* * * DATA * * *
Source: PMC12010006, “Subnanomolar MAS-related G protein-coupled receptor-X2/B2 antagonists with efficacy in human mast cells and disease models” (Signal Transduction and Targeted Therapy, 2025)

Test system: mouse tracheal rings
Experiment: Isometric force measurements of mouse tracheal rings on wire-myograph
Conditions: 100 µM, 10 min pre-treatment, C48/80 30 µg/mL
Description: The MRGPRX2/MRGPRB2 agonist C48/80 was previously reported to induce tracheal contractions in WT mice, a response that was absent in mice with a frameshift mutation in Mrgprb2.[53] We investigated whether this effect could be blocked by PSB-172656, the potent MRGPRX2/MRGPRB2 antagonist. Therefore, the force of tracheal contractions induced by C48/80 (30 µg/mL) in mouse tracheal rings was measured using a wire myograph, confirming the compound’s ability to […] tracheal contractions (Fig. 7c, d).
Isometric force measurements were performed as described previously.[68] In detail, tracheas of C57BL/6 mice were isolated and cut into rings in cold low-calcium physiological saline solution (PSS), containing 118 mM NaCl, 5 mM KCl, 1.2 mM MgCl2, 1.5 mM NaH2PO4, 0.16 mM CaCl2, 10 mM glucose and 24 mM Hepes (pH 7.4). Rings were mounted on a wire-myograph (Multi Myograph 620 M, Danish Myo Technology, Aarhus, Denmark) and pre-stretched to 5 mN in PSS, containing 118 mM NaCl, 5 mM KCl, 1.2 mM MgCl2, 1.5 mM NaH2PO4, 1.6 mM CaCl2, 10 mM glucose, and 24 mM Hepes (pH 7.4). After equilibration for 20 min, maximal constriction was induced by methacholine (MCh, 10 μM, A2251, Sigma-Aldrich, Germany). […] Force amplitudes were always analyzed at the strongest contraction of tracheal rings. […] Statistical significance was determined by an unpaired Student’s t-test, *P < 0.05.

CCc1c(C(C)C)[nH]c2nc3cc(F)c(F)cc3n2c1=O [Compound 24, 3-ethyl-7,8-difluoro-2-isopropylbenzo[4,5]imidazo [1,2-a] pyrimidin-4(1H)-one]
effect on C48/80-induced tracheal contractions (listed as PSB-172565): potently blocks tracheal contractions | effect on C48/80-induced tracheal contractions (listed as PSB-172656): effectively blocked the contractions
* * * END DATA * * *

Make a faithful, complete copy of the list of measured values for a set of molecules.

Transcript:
Source: PMC12010006, “Subnanomolar MAS-related G protein-coupled receptor-X2/B2 antagonists with efficacy in human mast cells and disease models” (Signal Transduction and Targeted Therapy, 2025)

Test system: mouse tracheal rings
Experiment: Isometric force measurements of mouse tracheal rings on wire-myograph
Conditions: 100 µM, 10 min pre-treatment, C48/80 30 µg/mL
Description: The MRGPRX2/MRGPRB2 agonist C48/80 was previously reported to induce tracheal contractions in WT mice, a response that was absent in mice with a frameshift mutation in Mrgprb2.[53] We investigated whether this effect could be blocked by PSB-172656, the potent MRGPRX2/MRGPRB2 antagonist. Therefore, the force of tracheal contractions induced by C48/80 (30 µg/mL) in mouse tracheal rings was measured using a wire myograph, confirming the compound’s ability to […] tracheal contractions (Fig. 7c, d).
Isometric force measurements were performed as described previously.[68] In detail, tracheas of C57BL/6 mice were isolated and cut into rings in cold low-calcium physiological saline solution (PSS), containing 118 mM NaCl, 5 mM KCl, 1.2 mM MgCl2, 1.5 mM NaH2PO4, 0.16 mM CaCl2, 10 mM glucose and 24 mM Hepes (pH 7.4). Rings were mounted on a wire-myograph (Multi Myograph 620 M, Danish Myo Technology, Aarhus, Denmark) and pre-stretched to 5 mN in PSS, containing 118 mM NaCl, 5 mM KCl, 1.2 mM MgCl2, 1.5 mM NaH2PO4, 1.6 mM CaCl2, 10 mM glucose, and 24 mM Hepes (pH 7.4). After equilibration for 20 min, maximal constriction was induced by methacholine (MCh, 10 μM, A2251, Sigma-Aldrich, Germany). […] Force amplitudes were always analyzed at the strongest contraction of tracheal rings. […] Statistical significance was determined by an unpaired Student’s t-test, *P < 0.05.

CCc1c(C(C)C)[nH]c2nc3cc(F)c(F)cc3n2c1=O [Compound 24, 3-ethyl-7,8-difluoro-2-isopropylbenzo[4,5]imidazo [1,2-a] pyrimidin-4(1H)-one]
effect on C48/80-induced tracheal contractions (listed as PSB-172565): potently blocks tracheal contractions | effect on C48/80-induced tracheal contractions (listed as PSB-172656): effectively blocked the contractions